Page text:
Water resource management and climate change

Water resource management and climate change are highly relevant challenges facing today’s societies and natural environments across the globe. Our researchers are thought leaders in this area, pursuing excellence in fundamental and applied research in the following key areas:

Groundwater resource and quality:

With groundwater resources continuing to deteriorate in quality around the world this area of research is of critical importance. Our researchers can offer expert groundwater management advice and solutions for effluent re-use and disposal and have considerable expertise in:

  • Water quality and biogeochemical processes
  • Interconnectivity of surface water and groundwater
  • Environmental and isotopic tracers
  • Investigating groundwater resource impacts from changing climate and land use (including agriculture, coal seam gas and mining)
  • The hydraulics and chemistry of aquitards (zones within the earth that restricts the flow of groundwater from one aquifer to another)
  • Coastal zone groundwater connectivity
  • Fractured rock systems and preferential flow
  • Cave and karst hydrogeology
  • Managed aquifer recharge
  • Heat as a groundwater tracer
  • The fate of hydraulic fracturing fluids
  • Contaminated land remediation
  • Subsurface contaminant and heat transport
  • The fate of engineered nanoparticles
  • 3D geological models
  • Site characterisation and resource assessment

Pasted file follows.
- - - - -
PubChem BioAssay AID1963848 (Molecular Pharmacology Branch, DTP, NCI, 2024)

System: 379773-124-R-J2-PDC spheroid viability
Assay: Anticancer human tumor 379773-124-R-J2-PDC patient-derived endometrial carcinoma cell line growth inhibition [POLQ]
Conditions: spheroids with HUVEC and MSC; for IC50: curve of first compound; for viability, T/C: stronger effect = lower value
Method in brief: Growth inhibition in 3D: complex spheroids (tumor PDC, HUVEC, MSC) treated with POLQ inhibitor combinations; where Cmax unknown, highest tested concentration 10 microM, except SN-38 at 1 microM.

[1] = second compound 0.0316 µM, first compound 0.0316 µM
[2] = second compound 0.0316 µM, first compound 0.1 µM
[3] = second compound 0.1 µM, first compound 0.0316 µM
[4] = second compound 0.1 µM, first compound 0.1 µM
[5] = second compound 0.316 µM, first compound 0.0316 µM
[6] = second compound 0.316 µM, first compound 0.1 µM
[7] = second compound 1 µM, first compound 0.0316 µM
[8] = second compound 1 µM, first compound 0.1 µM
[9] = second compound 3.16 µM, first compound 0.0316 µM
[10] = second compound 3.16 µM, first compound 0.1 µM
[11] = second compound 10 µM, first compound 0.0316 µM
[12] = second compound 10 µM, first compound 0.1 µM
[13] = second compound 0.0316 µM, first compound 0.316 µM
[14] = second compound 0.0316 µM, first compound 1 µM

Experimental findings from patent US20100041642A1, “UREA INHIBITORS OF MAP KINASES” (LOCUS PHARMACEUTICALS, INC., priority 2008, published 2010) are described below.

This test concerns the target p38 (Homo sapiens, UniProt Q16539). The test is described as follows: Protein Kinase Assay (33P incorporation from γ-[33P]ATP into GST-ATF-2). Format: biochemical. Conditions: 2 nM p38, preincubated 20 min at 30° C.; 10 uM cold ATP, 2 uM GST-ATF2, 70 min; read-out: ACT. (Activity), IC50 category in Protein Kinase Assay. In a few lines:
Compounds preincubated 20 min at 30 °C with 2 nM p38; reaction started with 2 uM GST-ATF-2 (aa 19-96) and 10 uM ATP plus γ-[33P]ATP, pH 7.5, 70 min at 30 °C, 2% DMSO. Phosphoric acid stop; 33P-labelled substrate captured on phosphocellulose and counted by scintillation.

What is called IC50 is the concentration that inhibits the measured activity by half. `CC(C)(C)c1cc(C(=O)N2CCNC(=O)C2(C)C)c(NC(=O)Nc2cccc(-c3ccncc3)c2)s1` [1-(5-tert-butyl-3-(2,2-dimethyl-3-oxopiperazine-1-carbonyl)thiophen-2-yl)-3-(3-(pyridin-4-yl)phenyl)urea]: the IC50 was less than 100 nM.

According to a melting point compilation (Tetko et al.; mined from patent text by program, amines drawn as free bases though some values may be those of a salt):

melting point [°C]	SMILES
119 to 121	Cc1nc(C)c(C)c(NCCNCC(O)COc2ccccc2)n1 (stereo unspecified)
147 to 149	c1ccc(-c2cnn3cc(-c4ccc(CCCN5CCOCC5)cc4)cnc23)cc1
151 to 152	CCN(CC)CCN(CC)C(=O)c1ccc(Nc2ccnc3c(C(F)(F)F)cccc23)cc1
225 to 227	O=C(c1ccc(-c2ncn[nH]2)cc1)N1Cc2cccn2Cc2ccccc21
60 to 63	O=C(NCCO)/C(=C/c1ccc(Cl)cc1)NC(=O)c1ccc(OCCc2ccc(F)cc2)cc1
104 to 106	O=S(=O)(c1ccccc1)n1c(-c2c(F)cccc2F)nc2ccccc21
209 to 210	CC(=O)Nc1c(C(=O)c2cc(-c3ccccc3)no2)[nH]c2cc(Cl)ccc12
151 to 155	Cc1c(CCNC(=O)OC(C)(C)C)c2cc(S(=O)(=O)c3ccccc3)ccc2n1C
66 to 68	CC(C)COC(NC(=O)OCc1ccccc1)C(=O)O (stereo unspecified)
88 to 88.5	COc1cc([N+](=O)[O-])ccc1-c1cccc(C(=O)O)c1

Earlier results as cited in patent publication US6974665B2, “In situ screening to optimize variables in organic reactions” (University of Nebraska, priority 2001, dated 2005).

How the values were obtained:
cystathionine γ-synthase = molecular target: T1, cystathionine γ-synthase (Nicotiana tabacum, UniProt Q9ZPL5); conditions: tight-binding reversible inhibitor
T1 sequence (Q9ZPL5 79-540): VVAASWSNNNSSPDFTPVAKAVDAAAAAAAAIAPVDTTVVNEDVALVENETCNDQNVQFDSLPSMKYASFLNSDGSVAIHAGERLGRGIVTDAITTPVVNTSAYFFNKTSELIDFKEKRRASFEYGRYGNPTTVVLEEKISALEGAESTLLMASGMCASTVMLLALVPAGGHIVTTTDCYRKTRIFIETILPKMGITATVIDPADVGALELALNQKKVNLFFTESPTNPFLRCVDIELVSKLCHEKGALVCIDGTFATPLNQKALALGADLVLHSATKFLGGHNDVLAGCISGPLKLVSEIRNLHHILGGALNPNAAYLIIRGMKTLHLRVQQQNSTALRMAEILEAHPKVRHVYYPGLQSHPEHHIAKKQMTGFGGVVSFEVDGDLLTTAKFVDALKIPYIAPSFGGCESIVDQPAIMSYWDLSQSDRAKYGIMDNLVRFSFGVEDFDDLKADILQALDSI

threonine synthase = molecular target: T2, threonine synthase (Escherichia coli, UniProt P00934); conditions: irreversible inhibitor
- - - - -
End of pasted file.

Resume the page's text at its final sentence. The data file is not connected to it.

Climate change and climate variability impacts on water:

The impact of climate change and variability on water is a burgeoning area of research, especially within UNSW’s Climate Change Research Centre. Our specialist expertise lies in the areas of:

  • El Nino - Southern Oscillation (ENSO) and related phenomena in the tropics and their impacts on regional climate and water security
  • Temperature and rainfall variability and extremes and how these are affected by land processes at regional scales
  • The present and future impact of global warming and carbon dioxide/ocean acidification on life in the oceans and on land
  • Key ocean processes that affect the climate system, including processes such as ENSO, the Indian Ocean Dipole (IOD), and Southern Ocean circulation
  • Developing models for weather and climate prediction for water management including factors that control rainfall and drought and extremes such as heat waves and heavy precipitation events
  • Regional modelling of the climate system for water and catchment managers and land surface models to reproduce ecosystem carbon and water dynamics
  • Marine impacts and responses to elevated CO2 concentrations and ocean acidification
  • Paleoclimatological understanding of droughts, floods and ecological tipping points


Hydroclimatology explains the relationship between the climate system and the hydrologic cycle. Our hydroclimatology research activities and specialist knowledge spans:

  • Modelling changes in flood and drought characteristics resulting from climate change using principles of uncertainty (including Bayesian and stochastic techniques) to model natural systems
  • Investigating changes in ecology or eco-hydrology resulting from land-use change and rising global temperatures
  • Formulating better approaches for quantifying surface soil moisture and precipitation using remote sensing techniques such as satellites and weather radars
  • Improving the basis for seasonal to interannual to decadal forecasting of rainfall and streamflow to better manage water availability in a sustainable manner

Hydrology and flooding: 

We have considerable expertise in the areas of hydrology and flooding with particular focus on:

  • Investigating catchment hydrology and the quality of runoff
  • Water budgeting
  • Reservoir operations
  • Desalination
  • Sedimentation
  • Geomorphology
  • Salinisation
  • Floodplain management